Day 33: Smelting
We're all relieved
to find that the lining of the furnace has survived virtually intact,
apart from a large crack down one side. What's more, the clay/charcoal
lining seems to have dried out quite thoroughly. This is just as well,
as we have to go with what we've got. By this time tomorrow, we
need to have in our hands a purified nugget of gold, so that Jonathan,
Ellen and Kathy have time to fabricate it into jewellery or whatever.
We spend the morning
building an outer wall round the furnace, using the remaining firebricks.
I say ‘we', but everyone's so concerned about my condition
that they don't let me do any of the heavy work that's involved.
2 o'clock, we're ready to put our 6g of impure gold into a
crucible, along with some broken bottle glass (a source of borax), and
some fertilizer (an oxidizing agent that will remove most of the metal
impurities in the gold). Once the charged crucible's in the furnace,
we light the coals, and start bellowing away to force air into the furnace
to get a higher temperature. We all take turns at the bellows, which seem
to be working perfectly - until disaster strikes. What we hadn't
realized was that, having forced air out of the bellows and into the furnace,
we would be sucking very hot air into the bellows on the down stroke,
despite Mikey L having cleverly built a simple, two-way valve into the
bellows' design. The valve didn't work as efficiently as he'd
hoped. The consequence is that the leather on one of the bellows catches
fire. The only solution is to be more careful, and not bellow too forcefully.
It seems to do the trick.
Mikey L has also come
up with an ingenious way of estimating the temperature inside the furnace.
He's constructed a device using a small firebrick. He's drilled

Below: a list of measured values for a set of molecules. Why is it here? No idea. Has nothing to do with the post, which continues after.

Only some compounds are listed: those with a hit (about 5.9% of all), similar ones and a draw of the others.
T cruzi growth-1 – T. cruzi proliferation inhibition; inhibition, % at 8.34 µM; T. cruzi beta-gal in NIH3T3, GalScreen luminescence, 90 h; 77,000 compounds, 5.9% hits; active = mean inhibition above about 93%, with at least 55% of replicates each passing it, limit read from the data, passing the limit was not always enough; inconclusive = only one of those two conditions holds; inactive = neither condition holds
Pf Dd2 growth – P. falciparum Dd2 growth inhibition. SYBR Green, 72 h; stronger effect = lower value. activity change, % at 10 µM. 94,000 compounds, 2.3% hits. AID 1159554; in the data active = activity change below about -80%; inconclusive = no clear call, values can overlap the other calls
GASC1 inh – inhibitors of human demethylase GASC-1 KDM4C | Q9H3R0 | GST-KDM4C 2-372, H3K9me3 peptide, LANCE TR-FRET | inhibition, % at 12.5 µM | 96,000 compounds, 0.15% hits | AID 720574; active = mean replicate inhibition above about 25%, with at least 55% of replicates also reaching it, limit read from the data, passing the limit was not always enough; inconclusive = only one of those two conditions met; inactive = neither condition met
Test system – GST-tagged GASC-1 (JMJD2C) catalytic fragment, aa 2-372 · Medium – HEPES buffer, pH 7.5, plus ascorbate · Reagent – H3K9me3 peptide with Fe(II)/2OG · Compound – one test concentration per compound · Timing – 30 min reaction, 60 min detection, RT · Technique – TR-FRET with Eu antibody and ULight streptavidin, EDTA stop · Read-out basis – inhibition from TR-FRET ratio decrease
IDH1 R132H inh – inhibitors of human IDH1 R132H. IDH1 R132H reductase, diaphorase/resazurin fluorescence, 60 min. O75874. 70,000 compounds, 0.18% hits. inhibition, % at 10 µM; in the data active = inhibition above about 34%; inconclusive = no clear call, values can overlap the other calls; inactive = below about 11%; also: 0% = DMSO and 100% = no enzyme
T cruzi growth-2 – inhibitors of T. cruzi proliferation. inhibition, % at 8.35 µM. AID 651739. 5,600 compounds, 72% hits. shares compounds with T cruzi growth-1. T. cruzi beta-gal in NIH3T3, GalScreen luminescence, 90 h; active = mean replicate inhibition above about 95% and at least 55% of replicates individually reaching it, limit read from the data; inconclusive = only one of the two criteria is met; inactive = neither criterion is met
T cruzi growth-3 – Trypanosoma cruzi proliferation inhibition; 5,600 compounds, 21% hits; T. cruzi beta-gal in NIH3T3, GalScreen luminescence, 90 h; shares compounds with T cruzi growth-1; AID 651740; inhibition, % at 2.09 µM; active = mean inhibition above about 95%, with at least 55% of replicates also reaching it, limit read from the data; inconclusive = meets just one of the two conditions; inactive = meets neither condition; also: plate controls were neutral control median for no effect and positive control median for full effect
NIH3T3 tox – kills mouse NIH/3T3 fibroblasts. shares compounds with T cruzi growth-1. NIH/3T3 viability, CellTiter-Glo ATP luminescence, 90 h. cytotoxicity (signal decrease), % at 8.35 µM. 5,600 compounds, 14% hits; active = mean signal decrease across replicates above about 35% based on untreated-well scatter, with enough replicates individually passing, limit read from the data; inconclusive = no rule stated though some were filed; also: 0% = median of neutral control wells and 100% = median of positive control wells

small indentations in the brick into which he's placed some small
pieces of metals of known melting temperature: lead (m.t. 328ºC),
aluminium (m.t. 660ºC), brass (m.t. 1027ºC) and copper (m.t.
1083ºC). If we remove the brick from the oven from time to time and
check which of the sample metals have melted, we'll at least be
able to get an approximate idea of the temperature inside the furnace.
For instance, if when we take the brick out we see that the aluminium
is molten, we'll be able to say that the furnace temperature is
at least 660ºC. We know that the m.t. of pure gold is 1 063ºC,
but the impurities in our ‘gold' will lower that by a few
degrees. We therefore need to create a temperature of at least 1100ºC
for the smelting process to work properly.
late afternoon, after lots of burnt coal and more bellowing than we all
care to remember, we find that the copper bead has melted. This means
that, at worst, we must be very close to our target temperature. All we
can do is to throw more coals on the fire and leave the furnace going
overnight. Despite some initial reservations about whether our furnace
would work, we all go home feeling very positive that we might just succeed.